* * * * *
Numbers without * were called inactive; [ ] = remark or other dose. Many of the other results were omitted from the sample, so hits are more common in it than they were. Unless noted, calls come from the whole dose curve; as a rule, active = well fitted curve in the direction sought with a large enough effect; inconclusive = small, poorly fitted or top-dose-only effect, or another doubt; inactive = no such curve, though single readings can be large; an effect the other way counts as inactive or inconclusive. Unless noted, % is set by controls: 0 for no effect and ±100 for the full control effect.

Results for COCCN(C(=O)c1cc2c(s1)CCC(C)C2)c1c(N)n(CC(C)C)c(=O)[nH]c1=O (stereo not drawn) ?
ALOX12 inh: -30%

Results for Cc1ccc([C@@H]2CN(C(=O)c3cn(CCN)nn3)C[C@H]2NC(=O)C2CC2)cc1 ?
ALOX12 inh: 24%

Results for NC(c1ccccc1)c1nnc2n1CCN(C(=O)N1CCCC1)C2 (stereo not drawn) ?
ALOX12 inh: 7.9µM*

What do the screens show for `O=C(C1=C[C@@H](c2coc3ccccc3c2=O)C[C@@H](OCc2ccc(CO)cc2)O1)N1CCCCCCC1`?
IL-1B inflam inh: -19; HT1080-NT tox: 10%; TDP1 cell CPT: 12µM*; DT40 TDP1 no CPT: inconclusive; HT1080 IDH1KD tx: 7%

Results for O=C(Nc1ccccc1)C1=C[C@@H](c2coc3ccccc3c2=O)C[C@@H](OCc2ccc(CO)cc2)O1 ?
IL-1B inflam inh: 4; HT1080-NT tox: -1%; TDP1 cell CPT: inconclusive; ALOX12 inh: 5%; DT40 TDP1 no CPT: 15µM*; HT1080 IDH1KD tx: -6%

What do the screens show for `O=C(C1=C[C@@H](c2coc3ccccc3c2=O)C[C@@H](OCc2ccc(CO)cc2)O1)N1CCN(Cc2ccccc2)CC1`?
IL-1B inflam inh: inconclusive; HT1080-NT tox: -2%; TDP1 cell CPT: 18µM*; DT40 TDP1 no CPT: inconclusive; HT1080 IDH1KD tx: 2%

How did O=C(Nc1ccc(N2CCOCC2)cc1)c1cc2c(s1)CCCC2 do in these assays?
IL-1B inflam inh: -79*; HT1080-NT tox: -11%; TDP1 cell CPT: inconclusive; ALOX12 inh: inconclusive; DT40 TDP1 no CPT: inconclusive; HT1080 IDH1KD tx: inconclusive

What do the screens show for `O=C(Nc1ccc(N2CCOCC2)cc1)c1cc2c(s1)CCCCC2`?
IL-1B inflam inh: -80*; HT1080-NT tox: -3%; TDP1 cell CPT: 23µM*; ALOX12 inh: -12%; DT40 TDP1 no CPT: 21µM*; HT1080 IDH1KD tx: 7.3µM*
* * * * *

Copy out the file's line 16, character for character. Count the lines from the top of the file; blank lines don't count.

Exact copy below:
What do the screens show for `O=C(Nc1ccc(N2CCOCC2)cc1)c1cc2c(s1)CCCCC2`?